Jenny’s little sister Alicia went missing on Tuesday after school in 1984, but no one realized until bedtime. No one realized she was dead until late Wednesday afternoon when Mr. Berg found her body. It was an innocent time.
Alicia was eight, with a Jack-o-Lantern grin, tangled golden hair, and loved to play outside for hours. She wasn’t home in time for supper again. Jenny was ten years old and angry because Alicia had taken her new white shoes again. They were Keds, and Jenny had saved up her allowance to get them.
“Alicia wore my new Keds to school again today, Mom! She’s getting them all dirty!”
“Where is your sister, Jenny?” asked her Mom. “Did she stay at Stacey’s for supper?”
“I dunno. Maybe,” Jenny said through a mouthful of Kraft Dinner with cut-up wieners and peas. When Dad worked the afternoon shift at the mine, they ate easy stuff. Dad wouldn’t be home until bedtime.
At bedtime, Mom dialled Stacey’s house. She perched on the telephone bench and twirled the coiled cord of the handset around her forearm.
“Hi Val, it’s Beth. Is my kid there?” Mom asked. “No? You really haven’t seen her since after school? Do you know where she went?… Okay, I’ll go take a look there. Thanks!”
“No sign of her?” Dad asked.
“Alicia told Val she was going over to put a penny on the tracks. She loves playing up there. I’ve told her to be careful.”
“Maybe she’s camping in the clubhouse,” Jenny said.
“What clubhouse?” asked Mom.
“The one the boys built up by the tracks.”
“Let’s go take a look. Jenny, you can come to help us,” Dad said.
They went on foot, taking their old dog, Basil the Beagle. Alicia wasn’t in the clubhouse, but Jenny did find a stack of dog-eared Penthouse magazines with disgusting pictures. She was trying to figure out what was happening in the pictures when her Mom peeked into the clubhouse.
“Oh my God! Don’t touch those!” said Mom. “How did those kids get such horrible stuff? You are not allowed to come here again!”
After an hour of calling and searching, it was getting dark. Mom turned her ankle on the rocky railbed, and Dad half-carried her back to the road, then walked back to get the K-car. Mom was crying. Dad sent Jenny home with Basil, saying she could walk from there, brush her teeth, and go to bed. He wanted to drive around with Mom to check the playgrounds and other friends’ houses. Jenny was sleeping when they came home. Still no sign of Alicia.
Jenny walked to school the next day alone, past the garbage cans set out at the end of each driveway. Dad took the car to work at noon, and Mom phoned the school, hopeful. Kids did this sometimes, staying at a friend’s house and going to school the next day. But Alicia wasn’t at school.
Walking home after school, Jenny startled some ravens tearing at a white plastic garbage bag in the ditch at the end of the road. They flapped away in a rush of feathers and noise, leaving behind a jumble of food scraps, Pilsner cans, and Styrofoam meat trays, and underneath those, old rags and a bleach bottle, and a shoe. Once-white Keds just like hers, stained with dark red-brown blotches. She scrambled into the ditch and grabbed it. Digging around, she found the other. She checked under the tongue of the left shoe, and there it was: “Jenny,” written in black marker. All she thought was that Alicia would be in so much trouble. Maybe the stains would come out. Mom would know.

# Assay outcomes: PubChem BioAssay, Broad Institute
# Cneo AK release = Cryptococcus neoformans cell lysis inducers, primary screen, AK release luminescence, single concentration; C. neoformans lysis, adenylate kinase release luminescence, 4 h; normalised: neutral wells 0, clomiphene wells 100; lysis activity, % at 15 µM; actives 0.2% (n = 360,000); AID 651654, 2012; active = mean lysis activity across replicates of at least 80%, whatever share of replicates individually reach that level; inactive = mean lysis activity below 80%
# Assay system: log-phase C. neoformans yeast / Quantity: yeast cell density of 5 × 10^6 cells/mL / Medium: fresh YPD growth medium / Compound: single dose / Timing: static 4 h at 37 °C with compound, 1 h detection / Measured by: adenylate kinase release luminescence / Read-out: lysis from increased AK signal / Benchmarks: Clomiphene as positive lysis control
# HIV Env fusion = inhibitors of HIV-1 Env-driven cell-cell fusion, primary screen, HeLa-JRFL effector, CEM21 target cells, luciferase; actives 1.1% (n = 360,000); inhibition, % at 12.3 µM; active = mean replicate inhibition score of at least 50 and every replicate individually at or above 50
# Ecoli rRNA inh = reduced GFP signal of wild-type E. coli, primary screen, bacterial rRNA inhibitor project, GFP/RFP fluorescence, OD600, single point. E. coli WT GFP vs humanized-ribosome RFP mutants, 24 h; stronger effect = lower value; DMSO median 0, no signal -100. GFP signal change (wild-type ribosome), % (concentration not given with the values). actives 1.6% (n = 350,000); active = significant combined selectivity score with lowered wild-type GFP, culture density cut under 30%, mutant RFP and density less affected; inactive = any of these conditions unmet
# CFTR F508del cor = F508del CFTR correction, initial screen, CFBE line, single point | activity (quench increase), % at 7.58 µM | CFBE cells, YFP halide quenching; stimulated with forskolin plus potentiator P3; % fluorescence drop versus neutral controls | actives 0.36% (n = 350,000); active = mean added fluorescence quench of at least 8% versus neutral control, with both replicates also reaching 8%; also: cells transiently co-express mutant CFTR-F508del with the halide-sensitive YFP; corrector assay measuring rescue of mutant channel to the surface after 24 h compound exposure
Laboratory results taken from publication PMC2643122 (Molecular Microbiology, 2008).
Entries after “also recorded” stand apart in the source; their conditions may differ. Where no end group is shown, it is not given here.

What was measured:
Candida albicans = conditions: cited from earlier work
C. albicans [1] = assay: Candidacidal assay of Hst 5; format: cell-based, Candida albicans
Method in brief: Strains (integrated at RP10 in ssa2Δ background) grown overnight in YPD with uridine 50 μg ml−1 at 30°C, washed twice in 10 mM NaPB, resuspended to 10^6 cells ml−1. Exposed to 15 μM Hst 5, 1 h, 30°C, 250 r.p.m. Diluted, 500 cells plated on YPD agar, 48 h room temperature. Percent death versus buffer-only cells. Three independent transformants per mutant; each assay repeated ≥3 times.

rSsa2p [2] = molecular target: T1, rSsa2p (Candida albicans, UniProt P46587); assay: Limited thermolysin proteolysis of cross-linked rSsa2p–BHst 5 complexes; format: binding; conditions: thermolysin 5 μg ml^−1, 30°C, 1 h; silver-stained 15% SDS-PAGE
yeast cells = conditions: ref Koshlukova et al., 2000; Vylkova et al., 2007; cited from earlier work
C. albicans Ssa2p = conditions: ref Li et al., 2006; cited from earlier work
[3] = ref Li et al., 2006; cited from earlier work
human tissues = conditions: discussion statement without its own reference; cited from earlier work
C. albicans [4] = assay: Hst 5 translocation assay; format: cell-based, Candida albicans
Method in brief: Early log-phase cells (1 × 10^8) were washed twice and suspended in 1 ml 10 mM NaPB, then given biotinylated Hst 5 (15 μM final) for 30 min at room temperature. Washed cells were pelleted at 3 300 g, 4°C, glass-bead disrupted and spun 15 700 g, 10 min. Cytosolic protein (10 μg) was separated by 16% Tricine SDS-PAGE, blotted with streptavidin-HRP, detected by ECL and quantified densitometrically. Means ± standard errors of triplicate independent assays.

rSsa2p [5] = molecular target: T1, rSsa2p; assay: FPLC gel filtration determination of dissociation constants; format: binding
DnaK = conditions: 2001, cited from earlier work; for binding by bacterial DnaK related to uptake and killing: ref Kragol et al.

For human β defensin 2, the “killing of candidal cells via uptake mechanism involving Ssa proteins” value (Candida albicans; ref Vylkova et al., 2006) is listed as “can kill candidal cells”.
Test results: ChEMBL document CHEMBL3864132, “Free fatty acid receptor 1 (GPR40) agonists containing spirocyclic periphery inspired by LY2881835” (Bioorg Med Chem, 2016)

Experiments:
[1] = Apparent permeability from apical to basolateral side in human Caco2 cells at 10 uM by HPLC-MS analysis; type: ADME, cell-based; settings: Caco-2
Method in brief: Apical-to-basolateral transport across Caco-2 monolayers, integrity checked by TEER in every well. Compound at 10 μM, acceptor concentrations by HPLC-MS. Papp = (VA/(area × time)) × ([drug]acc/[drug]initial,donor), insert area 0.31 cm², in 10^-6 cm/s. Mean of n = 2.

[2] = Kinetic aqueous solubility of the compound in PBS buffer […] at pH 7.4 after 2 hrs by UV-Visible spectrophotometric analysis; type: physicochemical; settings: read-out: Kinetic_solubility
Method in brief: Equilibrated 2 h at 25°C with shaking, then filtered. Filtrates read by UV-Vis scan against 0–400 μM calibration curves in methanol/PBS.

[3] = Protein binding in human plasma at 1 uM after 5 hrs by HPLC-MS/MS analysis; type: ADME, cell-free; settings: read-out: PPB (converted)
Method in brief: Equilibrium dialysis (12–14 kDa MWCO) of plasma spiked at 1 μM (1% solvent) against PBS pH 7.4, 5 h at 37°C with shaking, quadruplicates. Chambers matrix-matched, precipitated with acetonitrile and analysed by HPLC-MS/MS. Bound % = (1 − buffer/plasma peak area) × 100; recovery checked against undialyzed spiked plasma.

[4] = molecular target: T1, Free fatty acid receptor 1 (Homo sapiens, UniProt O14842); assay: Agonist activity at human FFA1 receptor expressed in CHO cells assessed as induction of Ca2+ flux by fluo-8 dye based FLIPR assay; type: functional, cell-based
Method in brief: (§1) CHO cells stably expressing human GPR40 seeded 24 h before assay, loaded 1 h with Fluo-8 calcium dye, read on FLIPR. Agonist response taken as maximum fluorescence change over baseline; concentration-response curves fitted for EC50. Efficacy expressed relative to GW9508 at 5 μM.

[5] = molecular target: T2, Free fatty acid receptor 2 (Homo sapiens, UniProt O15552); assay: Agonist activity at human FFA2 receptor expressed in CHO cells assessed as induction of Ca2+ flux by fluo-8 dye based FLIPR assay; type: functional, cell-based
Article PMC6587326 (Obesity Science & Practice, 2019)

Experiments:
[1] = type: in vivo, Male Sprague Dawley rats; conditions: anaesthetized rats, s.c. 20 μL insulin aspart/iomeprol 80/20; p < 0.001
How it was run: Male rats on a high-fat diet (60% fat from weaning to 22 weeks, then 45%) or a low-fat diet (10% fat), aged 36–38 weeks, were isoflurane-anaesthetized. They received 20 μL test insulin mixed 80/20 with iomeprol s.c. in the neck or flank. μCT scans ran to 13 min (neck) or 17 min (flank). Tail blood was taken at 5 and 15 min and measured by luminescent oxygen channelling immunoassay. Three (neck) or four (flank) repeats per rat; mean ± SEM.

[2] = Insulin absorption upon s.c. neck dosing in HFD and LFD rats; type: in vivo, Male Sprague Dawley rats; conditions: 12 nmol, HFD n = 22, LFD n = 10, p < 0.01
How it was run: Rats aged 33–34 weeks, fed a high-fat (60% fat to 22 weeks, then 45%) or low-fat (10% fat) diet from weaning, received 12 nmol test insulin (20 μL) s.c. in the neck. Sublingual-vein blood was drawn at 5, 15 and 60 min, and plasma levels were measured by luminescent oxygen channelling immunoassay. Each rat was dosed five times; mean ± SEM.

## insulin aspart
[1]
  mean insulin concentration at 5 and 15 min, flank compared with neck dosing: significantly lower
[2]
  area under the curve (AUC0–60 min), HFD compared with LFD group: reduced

She kept walking, past reddish suds pooling around the storm drain. Mr. Straub was washing his truck and drinking a beer. “Whatsha got there?” he slurred. “Somebody’s shoes? Let’s see.”
“They’re mine. I found them in the ditch over there. My little sister likes to play jokes on me.”
“Is that so. Well, you’ll have the last laugh. Hand me that can of Pilsner.” He moved closer to her, and he smelled terrible.
“I have to go home now,” she said, backing away. He tried to grab her arm. His breath stank like the air from the Legion Hall exhaust fan.
“Wait,” he said. “I’ll give you a ride home. We’ll look for your sister together.” His coyote eyes were bloodshot and unblinking. He opened the truck’s passenger door.
Just then, Mr. Berg from across the street approached and moved between them. “That’s enough, Straub. Leave her alone. You’re drunk.”
Straub pushed Berg away and lunged at Jenny again, but in his drunken state, he only fell to the gravel. Then, Mr. Berg and Jenny saw the body inside the truck. Tangled golden hair, clotted with blood. No shoes on the blood-stained, dirty feet. Jenny couldn’t move – she could only stare and scream. Mr. Berg moved in front of her and punched Straub, and the men wrestled and hit each other in a desperate rush of fists, feet, and arms. Straub got away, stumbling down and across the main road into the forest. Mr. Berg didn’t go after him. He turned to Jenny, his daughter’s friend, and hugged her.
“Jenny…we have to go call your parents. Mrs. Berg will help us. I’m so sorry, my dear.” Tears streamed down his cheeks.
“But he’s getting away!” Jenny wailed. “Alicia!”
“He won’t get far. He’s too drunk. Now, are you hurt? Let’s go see Mrs. Berg.”
By then, they could hear the police sirens.
Mrs. Berg had been watching out her front windows and was running across the road to them. “I called the police! I saw him hit you, Dan. I saw him try to grab Jenny! Are you hurt? What is in the truck?” She looked inside and screamed.
Mr. Berg pulled her away into a hug. “Don’t look! Calm yourself, Valerie. Take Jenny inside and look after her. She’s seen something no kid should ever see. You call Beth and tell her to get Jerry home from work right away. I’ll stay out here and talk to the police. We’ll get Straub. He’ll pay for this.”
Jenny never wore Keds again. The stains would never come out.